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Department of Public Information . News and Media Division . New York

4 May 2004

The month of May would be a busy one for the Security Council, as it would address several African issues and give considerable attention to Iraq, this month’s Council President, Munir Akram (Pakistan), told correspondents at a Headquarters press conference this afternoon.

The African issues included the situations in the Democratic Republic of the Congo, Burundi, Ethiopia and Eritrea, Liberia, Somalia and Côte d’Ivoire, Mr. Akram said. As the Sudan was not currently on the Council agenda, James Morris, Executive Director of the World Food Programme (WFP), would brief the Council on the Sudan’s Darfur region on 7 May under “other matters”. A report on the human rights situation there was also expected. This morning, the Council had addressed the situation in the Democratic Republic of the Congo, Burundi and Ethiopia and Eritrea.

Timor-Leste and the United Nations Interim Administration in Kosovo (UNMIK) would also be discussed, he continued. On 7 May, the Council would be briefed in an open meeting by the Foreign Minister of Bulgaria in his capacity as Chair of the Organization for Security and Cooperation in Europe (OSCE). The programme of work also included the regular items on Afghanistan and the Middle East. Cyprus was likely to come up, as the Council expected the Secretary-General’s report and a briefing by his Special Adviser, Alvaro de Soto.

Regarding Iraq, he said Lakhdar Brahimi, the Secretary-General’s Special Adviser, was expected to report to the Council upon his return from the country. Discussions in several formats were expected regarding a new resolution on Iraq. The quarterly briefing by the United States and the United Kingdom, in compliance with resolution 1483 (2003), was due in May, as was the yearly review of the resolution’s implementation, which had been scheduled for 18 May.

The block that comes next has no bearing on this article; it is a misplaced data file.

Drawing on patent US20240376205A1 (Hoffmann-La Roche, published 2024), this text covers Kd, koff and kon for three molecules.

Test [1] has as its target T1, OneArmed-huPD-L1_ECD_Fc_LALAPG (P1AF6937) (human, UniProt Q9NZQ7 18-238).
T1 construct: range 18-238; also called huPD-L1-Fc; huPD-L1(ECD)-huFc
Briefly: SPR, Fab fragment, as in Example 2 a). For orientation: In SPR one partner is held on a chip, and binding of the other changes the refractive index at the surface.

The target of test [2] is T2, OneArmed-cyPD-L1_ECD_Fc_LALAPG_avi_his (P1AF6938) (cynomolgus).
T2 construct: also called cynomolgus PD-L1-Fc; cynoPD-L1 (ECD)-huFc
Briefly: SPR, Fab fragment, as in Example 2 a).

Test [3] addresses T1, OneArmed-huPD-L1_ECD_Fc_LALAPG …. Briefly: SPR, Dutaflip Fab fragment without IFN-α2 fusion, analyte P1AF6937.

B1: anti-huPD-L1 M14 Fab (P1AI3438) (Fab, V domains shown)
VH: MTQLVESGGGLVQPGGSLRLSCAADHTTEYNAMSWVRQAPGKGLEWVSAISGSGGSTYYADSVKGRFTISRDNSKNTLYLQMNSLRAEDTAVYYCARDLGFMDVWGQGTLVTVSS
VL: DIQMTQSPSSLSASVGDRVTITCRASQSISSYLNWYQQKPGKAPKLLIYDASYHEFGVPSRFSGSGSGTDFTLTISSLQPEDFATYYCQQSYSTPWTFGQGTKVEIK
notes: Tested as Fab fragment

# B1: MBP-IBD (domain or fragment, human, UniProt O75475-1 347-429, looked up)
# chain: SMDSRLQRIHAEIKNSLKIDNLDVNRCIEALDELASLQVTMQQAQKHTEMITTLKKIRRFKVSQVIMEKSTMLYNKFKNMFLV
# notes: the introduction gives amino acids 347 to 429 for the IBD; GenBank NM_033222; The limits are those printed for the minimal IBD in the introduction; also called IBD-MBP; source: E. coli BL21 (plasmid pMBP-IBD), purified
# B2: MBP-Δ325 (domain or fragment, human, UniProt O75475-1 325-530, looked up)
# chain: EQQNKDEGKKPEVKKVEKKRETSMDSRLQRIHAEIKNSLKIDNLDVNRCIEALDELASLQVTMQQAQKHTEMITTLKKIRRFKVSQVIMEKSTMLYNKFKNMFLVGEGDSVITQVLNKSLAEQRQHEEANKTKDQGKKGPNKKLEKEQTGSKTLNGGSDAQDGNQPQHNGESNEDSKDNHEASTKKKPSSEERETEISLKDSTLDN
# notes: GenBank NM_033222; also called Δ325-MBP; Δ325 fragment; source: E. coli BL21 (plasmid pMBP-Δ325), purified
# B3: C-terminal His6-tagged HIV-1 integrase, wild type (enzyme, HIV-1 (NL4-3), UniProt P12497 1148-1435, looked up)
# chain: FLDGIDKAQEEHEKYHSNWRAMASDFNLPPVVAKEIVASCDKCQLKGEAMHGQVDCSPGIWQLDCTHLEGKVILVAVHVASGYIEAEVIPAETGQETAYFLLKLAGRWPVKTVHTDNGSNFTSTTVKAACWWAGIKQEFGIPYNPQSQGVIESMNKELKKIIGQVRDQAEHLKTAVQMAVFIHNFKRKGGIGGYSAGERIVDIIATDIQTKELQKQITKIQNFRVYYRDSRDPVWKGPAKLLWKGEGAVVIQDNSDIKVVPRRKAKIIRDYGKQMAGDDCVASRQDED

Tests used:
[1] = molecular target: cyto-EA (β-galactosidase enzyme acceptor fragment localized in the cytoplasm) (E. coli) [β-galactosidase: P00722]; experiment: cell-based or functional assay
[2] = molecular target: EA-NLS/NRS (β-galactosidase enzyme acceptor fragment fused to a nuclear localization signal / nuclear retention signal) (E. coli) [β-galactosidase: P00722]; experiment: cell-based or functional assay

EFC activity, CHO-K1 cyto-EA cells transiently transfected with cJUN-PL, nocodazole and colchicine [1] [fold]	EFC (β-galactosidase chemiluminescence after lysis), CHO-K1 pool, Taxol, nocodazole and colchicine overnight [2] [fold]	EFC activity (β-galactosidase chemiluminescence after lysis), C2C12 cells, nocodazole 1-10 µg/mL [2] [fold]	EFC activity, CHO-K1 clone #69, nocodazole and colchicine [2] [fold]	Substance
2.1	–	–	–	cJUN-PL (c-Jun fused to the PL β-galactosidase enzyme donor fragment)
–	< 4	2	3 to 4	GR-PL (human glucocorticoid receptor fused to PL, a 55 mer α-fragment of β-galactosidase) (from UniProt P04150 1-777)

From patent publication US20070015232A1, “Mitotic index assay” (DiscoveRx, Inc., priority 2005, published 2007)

He said a special event on the theme “UN peacekeeping operations”, scheduled on 17 May and presided over by Pakistan’s Foreign Minister, would highlight the recent surge in demand for such operations. The meeting would focus on the increasing complexity of operations, evaluate progress made since the “Brahimi report” and address upcoming challenges. It was hoped that the Secretary-General would open the debate and a Presidential Statement was to be expected. A supplemental thematic discussion, on “complex crises and the UN response”, was scheduled for 28 May. The idea was to see how a comprehensive and integrated response to complex crises could be generated by the United Nations family so that the security, political, economic and humanitarian requirements could be adequately met. Participation by the Presidents of the General Assembly and the Economic and Social Council was anticipated.

Addressing correspondents’ questions about Iraq, he said informal discussions on a new resolution would start before the scheduled 18 May meeting. It was not yet clear what the elements of a new text might be. The Council had already endorsed a multinational force, but it was too early to say what its shape might be. There was an evolving security situation in Iraq, and the Council would have to make judgements about when it would send a force. As Council President, he hoped a unified position could be reached.

The abuse of Iraqi prisoners had not been raised in the Council consultations so far, he said. It remained to be seen, however, what position Council members would take once the issue of Iraq came up.

Answering a correspondent’s question about allegations by the Democratic Republic of the Congo that Rwandan soldiers were on its territory, Mr. Akram said that Assistant Secretary-General for Peacekeeping Hedi Annabi had briefed the Council this morning about recent developments in the region. The allegations and counter-allegations had been discussed, and the Council was likely to come up with an appropriate Presidential Statement in the near future.

Heraldo Muñoz (Chile), Chairman of the “1267 Committee”, which deals with sanctions against the Taliban and Al Qaeda, would brief the Council on his Committee’s report on 25 May, Mr. Akram said in response to another question.

Asked about his country’s election to the Commission on Human Rights this morning, and criticism by non-governmental organizations, he said, speaking in his national capacity, that Member States had obviously thought his country was a good candidate as it had received 43 votes. Pakistan was proud of its record and, as a developing country, it was doing everything possible to promote a human rights culture. However, everybody was entitled to his or her own opinion. “We are very comfortable with the fact that the international community sees us as a State which is responsible, ruled democratically, and has the rule of law despite all the challenges and difficulties we are facing”, he added.

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